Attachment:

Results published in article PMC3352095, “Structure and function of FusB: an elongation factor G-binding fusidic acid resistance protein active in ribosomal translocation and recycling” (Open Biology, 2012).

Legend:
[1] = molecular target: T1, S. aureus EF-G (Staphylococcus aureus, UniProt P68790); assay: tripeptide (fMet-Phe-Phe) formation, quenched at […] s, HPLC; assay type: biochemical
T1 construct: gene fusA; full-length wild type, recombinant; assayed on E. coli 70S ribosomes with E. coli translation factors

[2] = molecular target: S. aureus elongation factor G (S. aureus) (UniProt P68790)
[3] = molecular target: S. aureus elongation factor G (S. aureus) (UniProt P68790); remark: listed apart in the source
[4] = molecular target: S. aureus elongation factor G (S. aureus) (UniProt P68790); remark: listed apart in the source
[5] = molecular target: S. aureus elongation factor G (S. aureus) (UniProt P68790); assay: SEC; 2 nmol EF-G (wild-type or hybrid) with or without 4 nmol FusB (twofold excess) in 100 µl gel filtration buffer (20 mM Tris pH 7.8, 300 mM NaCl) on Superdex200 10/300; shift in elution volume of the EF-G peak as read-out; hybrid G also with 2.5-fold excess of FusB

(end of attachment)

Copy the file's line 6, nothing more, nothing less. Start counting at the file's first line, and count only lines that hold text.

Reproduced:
[3] = molecular target: S. aureus elongation factor G (S. aureus) (UniProt P68790); remark: listed apart in the source